Gold is Illiquid

i am not sure whether this is a one off experience or true across many locations…

In chennai when a friend tried to sell gold worth Rs. 3L – she was told she could exchange gold ornaments for gold, but no cash. She had the same experience in a few other reasonably sized shops.

I asked a friend who is in the gold jewellery business – and he said there are two reasons:

– the chances of the gold being stolen keeps a lot of shop keepers away from doing the business

– buying gold jewellery makes no sense – simply because it cannot be sold as it is. The gold has to be melted and then reused.

I was quite shocked. Readers of my blog know how anti gold I am – and I am not even saying that you could not have made money from 2000 to 2012….but I was stunned at this ‘illiquid’ asset.

Luckily she was not trying to sell the gold to pay a hospital bill or for her kid’s college fees! She just went back home and looked around for a buyer… – I am doing this post for you to keep checking the ‘liquidity’ angle for the so called ‘liquid assets’.

Please post your experiences…..please do not tell me that Muthoot finance is the only source of getting money against gold!!

 

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34 Responses to “Gold is Illiquid”

  1. @Keerthi Mukhi
    i was referring sbi’s gold deposit scheme, where you have to deposit minimum 500gm gold in form of bullion only(i mean, no ornaments) for 3-5 yrs period and you will be paid back the principal gold and the return @1% or @1.5% of gold weight cumulative, but paid in rupee cash form at end of the period. this is as per my memory. whether the scheme is running and other clarification contact the bank.

  2. ETF is not gold.it is a human construct.just as much as a satyam share.GOLD ORNAMENTS may be illiquid. bars and biscuits,not so much.there is too much adulteration and impurity in ornaments for it to provide very easy liquidity.ask a greek govt bond holder if they’d take that gold instead of paper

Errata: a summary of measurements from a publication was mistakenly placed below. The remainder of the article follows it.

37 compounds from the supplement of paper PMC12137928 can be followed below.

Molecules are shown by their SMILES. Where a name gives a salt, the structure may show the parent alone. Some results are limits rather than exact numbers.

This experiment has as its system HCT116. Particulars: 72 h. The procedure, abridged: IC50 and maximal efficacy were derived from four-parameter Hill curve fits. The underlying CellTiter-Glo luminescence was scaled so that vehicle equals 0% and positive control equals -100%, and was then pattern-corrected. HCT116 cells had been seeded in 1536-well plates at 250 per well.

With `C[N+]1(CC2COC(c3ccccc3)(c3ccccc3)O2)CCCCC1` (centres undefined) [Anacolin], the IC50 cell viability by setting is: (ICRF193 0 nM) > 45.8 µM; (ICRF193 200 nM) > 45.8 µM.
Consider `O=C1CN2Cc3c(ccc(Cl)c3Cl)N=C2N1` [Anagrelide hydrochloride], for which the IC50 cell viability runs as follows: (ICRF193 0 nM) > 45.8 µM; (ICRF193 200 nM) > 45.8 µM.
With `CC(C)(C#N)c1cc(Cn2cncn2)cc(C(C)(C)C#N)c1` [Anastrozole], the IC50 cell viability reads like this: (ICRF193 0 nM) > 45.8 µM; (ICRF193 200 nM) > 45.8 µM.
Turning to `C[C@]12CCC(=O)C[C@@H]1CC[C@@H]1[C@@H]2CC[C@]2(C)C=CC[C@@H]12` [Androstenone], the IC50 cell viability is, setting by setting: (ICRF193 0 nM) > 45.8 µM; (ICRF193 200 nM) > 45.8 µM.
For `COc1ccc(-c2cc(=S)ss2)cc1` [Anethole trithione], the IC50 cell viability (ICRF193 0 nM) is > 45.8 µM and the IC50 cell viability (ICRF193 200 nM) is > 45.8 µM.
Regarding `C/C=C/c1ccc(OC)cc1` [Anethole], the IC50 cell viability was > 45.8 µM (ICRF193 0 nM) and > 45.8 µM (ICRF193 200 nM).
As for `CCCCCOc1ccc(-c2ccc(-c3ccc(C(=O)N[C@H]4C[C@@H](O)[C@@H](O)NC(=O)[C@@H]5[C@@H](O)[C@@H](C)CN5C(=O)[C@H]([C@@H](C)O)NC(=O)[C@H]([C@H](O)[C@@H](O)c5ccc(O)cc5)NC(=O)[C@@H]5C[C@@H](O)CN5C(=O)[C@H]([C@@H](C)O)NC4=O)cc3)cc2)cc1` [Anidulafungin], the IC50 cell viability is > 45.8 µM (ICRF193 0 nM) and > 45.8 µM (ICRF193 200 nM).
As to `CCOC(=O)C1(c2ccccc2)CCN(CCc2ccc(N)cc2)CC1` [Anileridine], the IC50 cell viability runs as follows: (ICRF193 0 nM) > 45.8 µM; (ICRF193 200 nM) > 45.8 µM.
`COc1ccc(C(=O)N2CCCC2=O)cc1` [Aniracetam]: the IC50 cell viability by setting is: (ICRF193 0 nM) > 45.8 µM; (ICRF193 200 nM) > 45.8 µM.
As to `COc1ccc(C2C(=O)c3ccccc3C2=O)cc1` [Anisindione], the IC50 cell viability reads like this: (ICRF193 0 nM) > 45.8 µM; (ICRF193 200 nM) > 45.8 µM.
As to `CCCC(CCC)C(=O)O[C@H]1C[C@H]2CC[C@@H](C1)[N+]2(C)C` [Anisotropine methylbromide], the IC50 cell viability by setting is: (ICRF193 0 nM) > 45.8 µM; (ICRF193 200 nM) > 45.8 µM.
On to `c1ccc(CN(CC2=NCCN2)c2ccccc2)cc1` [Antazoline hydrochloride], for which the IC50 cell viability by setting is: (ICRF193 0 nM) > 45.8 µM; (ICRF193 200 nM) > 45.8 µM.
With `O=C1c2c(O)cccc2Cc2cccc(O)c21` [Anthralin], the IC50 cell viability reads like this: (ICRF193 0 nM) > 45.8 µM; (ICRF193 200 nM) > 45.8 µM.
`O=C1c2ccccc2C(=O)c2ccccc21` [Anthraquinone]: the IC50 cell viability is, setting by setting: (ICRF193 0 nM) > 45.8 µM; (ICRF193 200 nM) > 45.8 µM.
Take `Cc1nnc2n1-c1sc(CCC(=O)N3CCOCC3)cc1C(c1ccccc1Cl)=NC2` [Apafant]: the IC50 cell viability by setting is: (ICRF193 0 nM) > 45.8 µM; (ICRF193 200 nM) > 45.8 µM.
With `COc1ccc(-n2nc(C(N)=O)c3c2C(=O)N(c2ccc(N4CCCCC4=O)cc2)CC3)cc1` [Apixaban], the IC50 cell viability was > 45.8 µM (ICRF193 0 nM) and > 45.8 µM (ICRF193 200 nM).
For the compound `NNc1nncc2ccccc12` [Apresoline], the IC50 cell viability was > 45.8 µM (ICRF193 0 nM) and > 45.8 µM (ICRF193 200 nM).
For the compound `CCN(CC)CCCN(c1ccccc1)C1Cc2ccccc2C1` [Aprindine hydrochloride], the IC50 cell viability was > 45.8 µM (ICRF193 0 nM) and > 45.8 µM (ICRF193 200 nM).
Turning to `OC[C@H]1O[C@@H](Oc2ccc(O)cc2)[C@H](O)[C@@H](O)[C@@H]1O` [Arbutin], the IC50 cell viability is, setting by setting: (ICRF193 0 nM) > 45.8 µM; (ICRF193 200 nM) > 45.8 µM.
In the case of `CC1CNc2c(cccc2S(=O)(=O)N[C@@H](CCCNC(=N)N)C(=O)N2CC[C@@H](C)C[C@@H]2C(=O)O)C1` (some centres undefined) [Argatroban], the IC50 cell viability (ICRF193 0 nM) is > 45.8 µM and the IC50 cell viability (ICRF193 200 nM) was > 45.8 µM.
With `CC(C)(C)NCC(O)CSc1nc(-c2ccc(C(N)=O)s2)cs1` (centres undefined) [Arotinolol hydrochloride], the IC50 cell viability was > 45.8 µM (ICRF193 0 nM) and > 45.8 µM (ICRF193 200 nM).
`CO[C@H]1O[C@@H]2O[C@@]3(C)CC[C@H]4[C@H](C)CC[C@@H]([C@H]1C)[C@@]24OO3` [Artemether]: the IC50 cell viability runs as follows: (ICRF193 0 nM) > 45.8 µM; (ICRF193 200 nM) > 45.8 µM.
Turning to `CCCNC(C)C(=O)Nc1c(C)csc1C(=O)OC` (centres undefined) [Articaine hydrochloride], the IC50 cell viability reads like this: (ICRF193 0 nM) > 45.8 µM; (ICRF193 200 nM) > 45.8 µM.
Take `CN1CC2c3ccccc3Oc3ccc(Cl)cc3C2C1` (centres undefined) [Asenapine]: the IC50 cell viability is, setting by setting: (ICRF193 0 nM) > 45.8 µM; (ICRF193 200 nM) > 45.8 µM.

3. partially agree with Pravin. Etf is synthetic. However in India mutual funds are supposed to have exactly the said quantity of gold in physical form. How many trustees and directors are diligent in their duties I have no clue. In God we trust.

    Personally I will not mind etf for taking a short term position, but for a longer term hold, would prefer the old fashioned biscuit kept in a locker. Will not worry too much about insurance and storage costs.

  4. Subra, you said that you will prefer old fashioned biscuit kept in a locker.
    However, what will you do with that biscuit? It seems, you can only take it to a jeweller and get jewellery. If you have no interest in making jewellery out of that biscuit, there is precious little you can do apart from taking a loan from muthoot/manappuram/local-pawn-shop. Selling a golden biscuit/coin in lieu of cash is not easy, it seems.

  5. @ sambaran
    as i understand from my own experience to sell gold ornaments of my relative after her death , there are the traders who are buying, but only after liquifying and remoulding it into bar , and getting its purity at the firms doing that business only. generally if i am correct, they are paying price for 1-2 carat less than the actual. and what i understood from the experience that this is also beneficiary to the seller compared to sell the ornaments intact( in that case also the purity is got checked by the same m/c /instrument, but the deduction would be more) whereas for biscuits, i think, there is purity certificate most of times and it will be found correct , if it is bought from authentic source. of course you may get price for 1-2 lower carat, but that i think, is trader’ profit. yes, it seems too much (4-8%) to me also. but this is just what is the practice of the market , as i understand!